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Without Worry Canine Education only support non-coercive, kind, ethical, relationship centred, reward-based training

Dog training methods range from those using mostly positive punishment and negative reinforcement (aversive-based) to those using primarily positive reinforcement (reward-based). Reward-based training methods have been shown to be more effective than aversive methods and there is a great deal of evidence demonstrating the negative impact of aversive-based methods on companion dog welfare.

“LIMA” is an acronym for the phrase “least intrusive, minimally aversive”. LIMA describes a trainer or behaviour practitioner who uses the least intrusive, minimally aversive strategy out of a set of humane and effective methods in order to achieve the objective with minimal risk of producing aversive side effects. LIMA does not follow do no harm as its core practice and does not mention animal rights or welfare. With this in mind, Without Worry Canine Education issue the following position statement regarding the use of punishment and aversives. Punishment does not teach an alternative to the unwanted behaviour and does not teach dog guardians how to teach alternatives.

Dog training

With Worry Canine Education
Position Statement

Without Worry Canine Education promote interactions with animals based on compassion, respect, kindness, and reward-based training. Aversive methods rely on punishment and negative reinforcement and many studies demonstrate that aversive methods can cause stress in dogs. We fully support the new law that will come into force 1 February 2024 banning the use of shock collars. It is often claimed that electric shock collars are effective in preventing dogs from chasing livestock. However, research demonstrates that use of an electronic collar does not create a greater deterrent, nor does it result in better learning outcomes.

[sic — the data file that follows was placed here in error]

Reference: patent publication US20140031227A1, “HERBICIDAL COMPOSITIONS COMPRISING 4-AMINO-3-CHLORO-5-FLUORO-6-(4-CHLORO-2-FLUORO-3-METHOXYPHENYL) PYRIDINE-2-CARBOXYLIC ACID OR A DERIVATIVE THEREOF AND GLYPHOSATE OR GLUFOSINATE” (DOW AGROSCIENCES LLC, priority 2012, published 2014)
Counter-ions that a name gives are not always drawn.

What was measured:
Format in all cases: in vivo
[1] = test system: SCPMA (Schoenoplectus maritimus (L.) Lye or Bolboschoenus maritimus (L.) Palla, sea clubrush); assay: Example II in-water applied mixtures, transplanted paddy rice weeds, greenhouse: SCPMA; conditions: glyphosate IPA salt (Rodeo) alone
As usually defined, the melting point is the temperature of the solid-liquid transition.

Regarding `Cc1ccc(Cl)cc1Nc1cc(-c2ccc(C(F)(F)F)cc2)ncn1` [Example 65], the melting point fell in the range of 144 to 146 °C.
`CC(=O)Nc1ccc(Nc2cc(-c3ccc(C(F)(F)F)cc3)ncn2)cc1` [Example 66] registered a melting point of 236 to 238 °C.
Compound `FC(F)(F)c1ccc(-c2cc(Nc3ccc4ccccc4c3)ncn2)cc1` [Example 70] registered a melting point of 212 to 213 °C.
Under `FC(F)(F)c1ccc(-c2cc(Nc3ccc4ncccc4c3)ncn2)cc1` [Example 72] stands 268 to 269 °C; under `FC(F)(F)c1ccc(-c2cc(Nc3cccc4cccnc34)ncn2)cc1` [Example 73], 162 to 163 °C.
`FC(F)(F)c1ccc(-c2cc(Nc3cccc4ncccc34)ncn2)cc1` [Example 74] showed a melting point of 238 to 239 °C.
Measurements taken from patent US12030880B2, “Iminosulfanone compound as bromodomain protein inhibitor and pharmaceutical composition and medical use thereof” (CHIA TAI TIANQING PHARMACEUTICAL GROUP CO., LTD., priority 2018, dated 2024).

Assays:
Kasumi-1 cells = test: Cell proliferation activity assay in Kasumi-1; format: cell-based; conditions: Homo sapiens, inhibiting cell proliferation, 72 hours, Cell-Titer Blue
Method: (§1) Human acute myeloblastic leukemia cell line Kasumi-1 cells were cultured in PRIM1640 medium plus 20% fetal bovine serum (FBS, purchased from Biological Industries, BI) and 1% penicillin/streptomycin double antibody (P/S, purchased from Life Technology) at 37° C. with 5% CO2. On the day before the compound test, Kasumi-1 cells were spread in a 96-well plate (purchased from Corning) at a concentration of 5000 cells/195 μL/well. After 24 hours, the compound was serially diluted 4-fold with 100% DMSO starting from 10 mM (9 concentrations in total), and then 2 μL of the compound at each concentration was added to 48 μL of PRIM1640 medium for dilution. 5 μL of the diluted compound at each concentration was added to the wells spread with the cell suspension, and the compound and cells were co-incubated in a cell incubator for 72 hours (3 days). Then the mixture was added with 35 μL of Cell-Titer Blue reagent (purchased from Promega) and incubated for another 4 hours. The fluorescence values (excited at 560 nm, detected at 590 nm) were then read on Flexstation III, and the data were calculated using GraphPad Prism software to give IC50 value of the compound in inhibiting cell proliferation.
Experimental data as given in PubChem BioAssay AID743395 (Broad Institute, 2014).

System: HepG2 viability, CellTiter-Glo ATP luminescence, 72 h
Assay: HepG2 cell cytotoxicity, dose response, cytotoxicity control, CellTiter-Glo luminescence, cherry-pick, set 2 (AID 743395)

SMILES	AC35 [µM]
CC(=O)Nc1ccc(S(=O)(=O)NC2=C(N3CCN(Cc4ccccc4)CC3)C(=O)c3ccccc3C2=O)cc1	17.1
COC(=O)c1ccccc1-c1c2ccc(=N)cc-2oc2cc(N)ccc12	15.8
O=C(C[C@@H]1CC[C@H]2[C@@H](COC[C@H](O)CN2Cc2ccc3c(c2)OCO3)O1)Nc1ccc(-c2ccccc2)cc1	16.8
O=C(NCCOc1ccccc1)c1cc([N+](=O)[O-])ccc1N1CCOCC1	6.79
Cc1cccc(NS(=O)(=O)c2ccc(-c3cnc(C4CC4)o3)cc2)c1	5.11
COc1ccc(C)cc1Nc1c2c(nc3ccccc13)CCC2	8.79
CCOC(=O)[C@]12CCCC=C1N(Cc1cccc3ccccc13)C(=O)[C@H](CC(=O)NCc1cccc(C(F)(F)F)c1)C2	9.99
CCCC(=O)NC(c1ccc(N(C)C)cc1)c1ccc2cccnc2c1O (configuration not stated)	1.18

We disagree with the philosophy some organisations support, framed as Least Intrusive Minimally Aversive (LIMA) hierarchies of method selection. We reject the LIMA strategy which still allows behaviour practitioners and trainers to employ aversive methods when less aversive or intrusive methods have not worked. Without Worry Canine Education believe there is no role for aversive training in behaviour modification, training, or any interactions with animals. There are no exceptions to this standard, even for dogs with aggressive behaviours.

There is no place for the use of punishment or aversives in interactions with animals.

References:

de Castro ACV, Barrett J, de Sousa L, Olsson IAS. Carrots versus sticks: The relationship between training methods and dog-owner attachment. Appl Anim Behav Sci. 2019;219:104831.

Deldalle S, Gaunet F. Effects of 2 training methods on stress-related behaviors of the dog (Canis familiaris) and on the dog–owner relationship. J Vet Behav. 2014;9(2):58-65.

Fernandes J, Olsson A, de Castro A. Do aversive-based training methods actually compromise dog welfare?: A literature review. Appl Anim Behav Sci. 2017;196:1-12. 3. 

Friedman, S. (2010, March). What’s Wrong with This Picture? Effectiveness Is Not Enough. APDT Journal.

Herron ME, Shofer FS, Reisner IR. Survey of the use and outcome of confrontational and non-confrontational training methods in client-owned dogs showing undesired behaviors. Appl Anim Behav Sci. 2009;117(12):47-54.

Makowska I. Review of dog training methods: welfare, learning ability, and current standards. https://spca.bc.ca/wp-content/uploads/dog-trainingmethods-review.pdf. Published 2018. Accessed September 1, 2020.

Vieira de Castro, AC, Fuchs D, Munhoz Morello G, Pastur S, de Sousa L, Olsson IAS. Does training method matter? Evidence for the negative impact of aversive-based methods on companion dog welfare. PloS one 2020;15(12): e0225023.

Ziv G. The effects of using aversive training methods in dogs—A review. J Vet Behav Clin Appl Res. 2017;19:50-60. 2. 

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